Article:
Nathan Shamuyarira – The Humble Giant

By John Gambanga

It would be amiss for anyone to profile black journalism in Rhodesia and Zimbabwe without mentioning the key role that the late Dr Nathan

Shamuyarira played in the noble profession.

The tall and serious gentleman with a deep voice left an indelible mark on the profession that is regarded as the fourth estate.

He was a pioneering black journalist in the 1950s whose contemporaries include Jasper Savanhu, Lawrence Vambe, Enoch Dumbutshena, Stanlake Samkange, Willie Musarurwa, Noel Mukono, Masotsha Hove, Charlton Ngcebetscha and Cephas Msipa.

He was an astute academic, an unwavering politician and humble but eminent and respected journalist, who rose from a cub reporter on the African Daily News in 1953 to become Editor-in-Chief of the African Newspapers group six years later.

African Newspapers was owned and run by the Paver brothers who were viewed as liberal whites compared to their racist peers of the day.

According to Dr Shamuyarira, the Pavers allowed the black editors of their papers liberty to articulate the black man’s issues such as land, hunger and general racial discrimination, especially in urban centres like Salisbury and Bulawayo. 

The other newspapers under this group were the African Weekly launched in 1943, the Bantu Mirror, The Harvester for farmers, and the Recorder, which targeted teachers.

The flagship in the stable was the African Daily News where Dr Shamuyarira honed his writing skills and earned himself great respect.

The paper was banned in 1964 by the Rhodesia Front regime under Ian Smith.

Dr Shamuyarira attended Princeton University in the USA and attained a Ph.D in Political Science before moving to the University of Dar es

Salaam in Tanzania where he lectured in political science.

He also lectured at the University of Rhodesia and Nyasaland.

He was part of the early political movements, the National Democratic Party, Zapu, Zanu and Frolizi and held various senior positions.

At independence in 1980 he became a Member of Parliament and was appointed the first Minister of Information who used his experience to bring about sanity and respect to journalism, which had been hitherto a preserve of

the whites. 

He invited senior black journalists working outside the country, like Bill Saidi, Steve Mpofu, Farai Munyuki, Tim Nyahunzvi and others to return home and take up the senior jobs on state newspapers that were being left by the whites who could not work under a black government. 

Shamuyarira also spearheaded the formation of the Mass Media Trust, which was the policy making body for state media.

I remember him as a sober and no nonsense, fair minister who fought very hard to protect journalists at every turn.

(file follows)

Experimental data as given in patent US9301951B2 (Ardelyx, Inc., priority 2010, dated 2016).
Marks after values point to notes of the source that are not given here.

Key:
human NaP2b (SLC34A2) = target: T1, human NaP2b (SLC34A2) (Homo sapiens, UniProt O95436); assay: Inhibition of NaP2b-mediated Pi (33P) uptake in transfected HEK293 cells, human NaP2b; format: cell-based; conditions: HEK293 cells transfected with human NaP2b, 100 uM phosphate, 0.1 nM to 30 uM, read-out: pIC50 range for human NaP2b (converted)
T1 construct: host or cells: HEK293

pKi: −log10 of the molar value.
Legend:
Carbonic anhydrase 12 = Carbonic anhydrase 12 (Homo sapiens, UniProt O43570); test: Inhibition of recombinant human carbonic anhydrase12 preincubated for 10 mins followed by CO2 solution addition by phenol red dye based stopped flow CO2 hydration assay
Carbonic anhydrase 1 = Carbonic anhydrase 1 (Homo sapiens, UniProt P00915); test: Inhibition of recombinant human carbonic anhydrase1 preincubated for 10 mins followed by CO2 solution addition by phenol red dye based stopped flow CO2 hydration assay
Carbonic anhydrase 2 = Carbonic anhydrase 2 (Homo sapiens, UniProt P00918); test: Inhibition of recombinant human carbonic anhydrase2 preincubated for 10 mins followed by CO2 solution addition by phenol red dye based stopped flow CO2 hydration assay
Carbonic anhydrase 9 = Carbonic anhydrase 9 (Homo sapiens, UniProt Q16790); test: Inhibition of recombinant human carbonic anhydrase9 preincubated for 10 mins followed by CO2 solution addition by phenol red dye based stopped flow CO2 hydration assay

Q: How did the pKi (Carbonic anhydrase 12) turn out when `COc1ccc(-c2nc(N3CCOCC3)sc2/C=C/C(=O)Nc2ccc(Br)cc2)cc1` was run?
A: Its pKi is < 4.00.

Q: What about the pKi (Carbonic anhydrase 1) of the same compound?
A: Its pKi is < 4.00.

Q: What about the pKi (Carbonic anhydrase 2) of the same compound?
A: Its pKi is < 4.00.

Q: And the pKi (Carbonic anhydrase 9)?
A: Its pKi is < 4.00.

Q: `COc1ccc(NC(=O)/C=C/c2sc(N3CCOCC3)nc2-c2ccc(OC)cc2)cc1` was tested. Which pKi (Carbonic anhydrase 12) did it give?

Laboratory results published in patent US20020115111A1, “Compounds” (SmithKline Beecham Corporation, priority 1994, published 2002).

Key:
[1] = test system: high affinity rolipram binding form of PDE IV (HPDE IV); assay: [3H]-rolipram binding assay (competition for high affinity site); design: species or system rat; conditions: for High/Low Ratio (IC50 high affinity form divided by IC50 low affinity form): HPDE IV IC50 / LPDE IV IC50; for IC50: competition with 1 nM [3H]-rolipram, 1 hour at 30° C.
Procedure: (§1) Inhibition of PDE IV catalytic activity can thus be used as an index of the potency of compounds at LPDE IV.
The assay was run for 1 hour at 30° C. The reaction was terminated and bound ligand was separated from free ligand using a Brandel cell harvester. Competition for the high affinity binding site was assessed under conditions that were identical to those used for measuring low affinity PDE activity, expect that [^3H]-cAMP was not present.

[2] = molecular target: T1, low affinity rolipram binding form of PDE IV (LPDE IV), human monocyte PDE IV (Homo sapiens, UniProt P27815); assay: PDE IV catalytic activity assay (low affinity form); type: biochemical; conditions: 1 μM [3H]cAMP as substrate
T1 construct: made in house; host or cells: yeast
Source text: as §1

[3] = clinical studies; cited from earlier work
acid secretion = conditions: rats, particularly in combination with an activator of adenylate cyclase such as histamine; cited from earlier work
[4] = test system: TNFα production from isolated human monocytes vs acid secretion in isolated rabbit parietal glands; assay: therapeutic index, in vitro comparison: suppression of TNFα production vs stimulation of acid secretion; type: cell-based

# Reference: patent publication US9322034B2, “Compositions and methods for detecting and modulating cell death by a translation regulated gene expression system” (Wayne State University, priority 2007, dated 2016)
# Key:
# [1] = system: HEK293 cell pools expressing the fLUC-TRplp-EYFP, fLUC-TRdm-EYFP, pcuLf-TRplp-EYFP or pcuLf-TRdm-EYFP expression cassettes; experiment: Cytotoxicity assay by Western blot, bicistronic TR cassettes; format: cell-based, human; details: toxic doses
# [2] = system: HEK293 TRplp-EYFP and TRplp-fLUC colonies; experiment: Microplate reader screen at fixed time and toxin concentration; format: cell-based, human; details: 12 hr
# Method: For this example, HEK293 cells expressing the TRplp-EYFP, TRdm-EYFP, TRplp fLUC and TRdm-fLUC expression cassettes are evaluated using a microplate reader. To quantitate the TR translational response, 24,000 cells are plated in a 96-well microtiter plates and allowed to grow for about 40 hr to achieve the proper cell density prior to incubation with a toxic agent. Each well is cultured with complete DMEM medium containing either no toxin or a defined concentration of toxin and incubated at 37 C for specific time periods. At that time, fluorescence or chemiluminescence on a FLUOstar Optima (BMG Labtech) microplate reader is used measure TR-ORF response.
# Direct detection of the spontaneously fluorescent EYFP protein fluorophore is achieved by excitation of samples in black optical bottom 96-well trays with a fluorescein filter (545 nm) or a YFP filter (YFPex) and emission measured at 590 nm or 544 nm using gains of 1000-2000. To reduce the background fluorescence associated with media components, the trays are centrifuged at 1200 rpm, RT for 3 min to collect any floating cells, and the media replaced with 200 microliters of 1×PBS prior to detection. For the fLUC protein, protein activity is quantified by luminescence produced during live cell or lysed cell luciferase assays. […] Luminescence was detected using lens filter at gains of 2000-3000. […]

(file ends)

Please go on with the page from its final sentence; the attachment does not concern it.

When I was working as a sub editor on the ZBC Radio desk in the formative years of independence, he forced one senior government official to write an apology to the state broadcaster for threatening a journalist with dismissal after he had not used one particular story on radio. 

His house was very close to Pockets Hill. One day when I was on night duty on the Radio News Desk he came jogging during the night.

The Night duty superintendent was an old white man, a retired policeman in the Rhodesian system who did not recognise the humble minister when he asked to go into the newsroom.

The superintendent telephoned the newsroom.

“Hey, there is an old man here who wants to go into the news room; come and talk to him.”

I went to the reception and was surprised to see the honourable minister. He had been jogging and was dressed in a blue track suit and I walked him into the newsroom.

“He doesn’t even recognise me yet he has a television set in front of him,” quipped the minister to me. 

He asked for two stories to work on and we gave him telex copies of news agency stories to rewrite for radio.

He sat behind an old Remington typewriter and subbed the stories to a reasonable length and gave them back to me to use.

“Check if I have done a good job before I go,” he said. 

I read the stories and nodded, pleased that I had checked stories subbed by the veteran scribe. It gave me a sense of pride.

“Okay, you can go Cde Minister,” I said with a laugh and I walked him out of the newsroom.

For me this was a most humbling experience.

Dr Shamuyarira frowned on heavy drinking and womanising, saying “Alcohol and drug abuse undermine the precision of the brain.”

When the Zimbabwean government introduced the Economic Structural Adjustment Programme-ESAP in the early 1990s, he and Dr Callistus Ndhlovu spoke against the foreign policy which they said was a recipe for economic doom and had never succeeded  anywhere in Africa.

Time would later prove them very right.

Dr Shamuyarira’s book, Crisis in Rhodesia, published in London in 1965, is a narrative of the struggles that the early black political parties in the country faced in their quest for majority rule.

The younger generation should emulate and celebrate the life of this gallant fighter and nationalist, a humble giant who ran his race with distinction.

May his dear soul rest in eternal peace.


The views expressed in this article are those of the writer and do not necessarily represent those of the Zimbabwe Broadcasting Corporation.